LONDON (Reuters) - Regulators will take longer than expected to assess risk at a third of the world’s biggest banks because of IT delays, banking supervisors said on Wednesday.
The Basel Committee of supervisors from nearly 30 countries are trying to combine data on comparative risks in the worldwide operations of roughly 30 top banks by 2016.
The aim is to create a snapshot of where potential problems are building up and reduce the kind of uncertainty over bank liabilities that fuelled investor panic during the financial crisis.
Basel said many banks are facing difficulties in setting up systems to aggregate data.
“Instead, they resort to extensive manual workarounds. Notably, of the 30 banks that were identified..., 10 reported that they will not be able to fully comply with the principles by the 2016 deadline,” Basel said in a statement.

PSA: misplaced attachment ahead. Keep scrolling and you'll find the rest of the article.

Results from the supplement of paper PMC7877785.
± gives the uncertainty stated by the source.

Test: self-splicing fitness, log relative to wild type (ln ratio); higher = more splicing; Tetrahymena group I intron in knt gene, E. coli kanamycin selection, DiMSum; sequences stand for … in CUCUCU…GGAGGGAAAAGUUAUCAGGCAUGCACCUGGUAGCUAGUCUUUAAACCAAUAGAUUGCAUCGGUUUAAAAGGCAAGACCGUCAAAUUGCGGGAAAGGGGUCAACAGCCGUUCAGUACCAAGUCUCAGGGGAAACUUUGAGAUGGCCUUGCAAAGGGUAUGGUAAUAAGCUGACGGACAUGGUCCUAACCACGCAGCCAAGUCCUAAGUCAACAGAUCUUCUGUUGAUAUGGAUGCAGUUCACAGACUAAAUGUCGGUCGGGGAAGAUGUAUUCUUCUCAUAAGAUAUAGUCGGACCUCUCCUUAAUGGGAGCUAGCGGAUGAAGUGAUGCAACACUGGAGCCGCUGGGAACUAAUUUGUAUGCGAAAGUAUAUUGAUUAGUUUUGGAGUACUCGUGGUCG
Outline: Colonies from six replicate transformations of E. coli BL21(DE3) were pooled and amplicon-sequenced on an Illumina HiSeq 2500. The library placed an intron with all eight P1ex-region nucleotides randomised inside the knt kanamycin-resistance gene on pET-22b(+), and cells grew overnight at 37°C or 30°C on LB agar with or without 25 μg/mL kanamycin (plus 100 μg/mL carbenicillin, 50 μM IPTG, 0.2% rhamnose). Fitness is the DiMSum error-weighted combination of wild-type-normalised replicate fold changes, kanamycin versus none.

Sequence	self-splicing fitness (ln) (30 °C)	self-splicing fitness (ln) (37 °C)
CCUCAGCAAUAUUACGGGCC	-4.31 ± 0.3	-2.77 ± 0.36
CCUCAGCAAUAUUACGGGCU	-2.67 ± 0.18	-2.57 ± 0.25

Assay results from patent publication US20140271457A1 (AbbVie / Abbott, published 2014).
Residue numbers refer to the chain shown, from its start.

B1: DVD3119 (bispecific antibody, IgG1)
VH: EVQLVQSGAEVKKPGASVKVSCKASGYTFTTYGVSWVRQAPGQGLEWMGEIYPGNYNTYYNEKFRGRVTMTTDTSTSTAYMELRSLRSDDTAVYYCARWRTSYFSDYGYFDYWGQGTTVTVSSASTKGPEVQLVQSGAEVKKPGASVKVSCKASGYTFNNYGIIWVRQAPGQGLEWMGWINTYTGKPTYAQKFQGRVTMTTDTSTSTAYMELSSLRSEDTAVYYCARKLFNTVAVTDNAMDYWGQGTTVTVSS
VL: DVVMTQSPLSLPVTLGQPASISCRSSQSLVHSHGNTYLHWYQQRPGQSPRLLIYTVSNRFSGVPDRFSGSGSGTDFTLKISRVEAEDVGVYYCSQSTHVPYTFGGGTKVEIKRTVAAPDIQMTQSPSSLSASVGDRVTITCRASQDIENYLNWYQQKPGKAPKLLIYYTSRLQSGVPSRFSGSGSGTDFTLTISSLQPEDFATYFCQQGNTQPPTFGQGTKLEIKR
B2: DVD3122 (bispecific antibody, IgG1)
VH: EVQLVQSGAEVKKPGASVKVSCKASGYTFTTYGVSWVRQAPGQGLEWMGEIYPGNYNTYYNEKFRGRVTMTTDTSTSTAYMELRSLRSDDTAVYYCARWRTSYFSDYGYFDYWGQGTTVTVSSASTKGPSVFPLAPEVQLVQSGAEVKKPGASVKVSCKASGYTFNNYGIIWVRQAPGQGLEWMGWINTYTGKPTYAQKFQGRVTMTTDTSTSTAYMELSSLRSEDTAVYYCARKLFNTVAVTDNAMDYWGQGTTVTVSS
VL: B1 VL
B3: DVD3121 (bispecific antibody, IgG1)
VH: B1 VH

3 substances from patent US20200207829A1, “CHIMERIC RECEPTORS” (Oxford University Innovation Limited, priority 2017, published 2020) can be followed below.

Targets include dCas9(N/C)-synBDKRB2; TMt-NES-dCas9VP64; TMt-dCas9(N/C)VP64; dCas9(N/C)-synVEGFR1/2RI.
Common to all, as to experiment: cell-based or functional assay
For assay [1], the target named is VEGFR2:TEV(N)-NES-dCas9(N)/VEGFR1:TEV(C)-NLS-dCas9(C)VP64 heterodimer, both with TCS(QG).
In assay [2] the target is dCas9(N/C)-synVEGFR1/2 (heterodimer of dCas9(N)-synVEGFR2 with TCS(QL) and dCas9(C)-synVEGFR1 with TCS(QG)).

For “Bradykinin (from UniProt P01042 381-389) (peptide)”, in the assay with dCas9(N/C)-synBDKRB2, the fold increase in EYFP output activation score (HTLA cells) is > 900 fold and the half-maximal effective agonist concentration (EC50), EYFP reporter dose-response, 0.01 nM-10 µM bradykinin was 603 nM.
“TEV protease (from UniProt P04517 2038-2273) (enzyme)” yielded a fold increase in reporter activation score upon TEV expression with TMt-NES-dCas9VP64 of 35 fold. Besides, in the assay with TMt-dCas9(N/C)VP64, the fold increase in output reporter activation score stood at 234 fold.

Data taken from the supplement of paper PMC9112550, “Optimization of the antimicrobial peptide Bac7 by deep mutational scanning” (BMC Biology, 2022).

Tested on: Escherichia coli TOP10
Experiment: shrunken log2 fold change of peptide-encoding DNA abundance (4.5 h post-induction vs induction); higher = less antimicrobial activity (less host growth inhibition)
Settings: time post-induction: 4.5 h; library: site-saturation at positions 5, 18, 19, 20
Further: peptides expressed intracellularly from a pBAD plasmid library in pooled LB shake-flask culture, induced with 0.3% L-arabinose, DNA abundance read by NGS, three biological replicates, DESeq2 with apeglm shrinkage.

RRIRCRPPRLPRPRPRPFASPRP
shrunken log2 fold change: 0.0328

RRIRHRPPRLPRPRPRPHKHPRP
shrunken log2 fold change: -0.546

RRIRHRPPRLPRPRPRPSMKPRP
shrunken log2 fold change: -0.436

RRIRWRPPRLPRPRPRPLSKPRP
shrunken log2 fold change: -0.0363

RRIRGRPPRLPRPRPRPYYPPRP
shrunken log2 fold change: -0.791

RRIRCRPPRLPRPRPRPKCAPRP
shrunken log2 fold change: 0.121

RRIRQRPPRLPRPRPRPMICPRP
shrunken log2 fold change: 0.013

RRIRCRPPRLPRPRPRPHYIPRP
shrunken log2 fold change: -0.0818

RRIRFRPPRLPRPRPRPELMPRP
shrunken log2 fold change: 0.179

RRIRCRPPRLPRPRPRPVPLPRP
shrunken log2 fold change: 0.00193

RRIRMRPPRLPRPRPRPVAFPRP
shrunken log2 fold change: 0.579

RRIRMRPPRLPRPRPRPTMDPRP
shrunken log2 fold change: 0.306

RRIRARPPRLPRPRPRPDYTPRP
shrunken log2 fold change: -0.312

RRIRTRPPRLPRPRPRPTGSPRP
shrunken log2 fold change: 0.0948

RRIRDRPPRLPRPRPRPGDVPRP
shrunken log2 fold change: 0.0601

The next step is for national regulators to broaden their analysis to their mid-tier banks. The committee urged its members to focus that effort on banks that are systemically important only within their countries rather than globally.
“The Basel Committee believes that the principles can be applied to a wider range of banks in a way that is proportionate to their size, nature and complexity,” the committee said.
Reporting by Huw Jones; editing by Tom Pfeiffer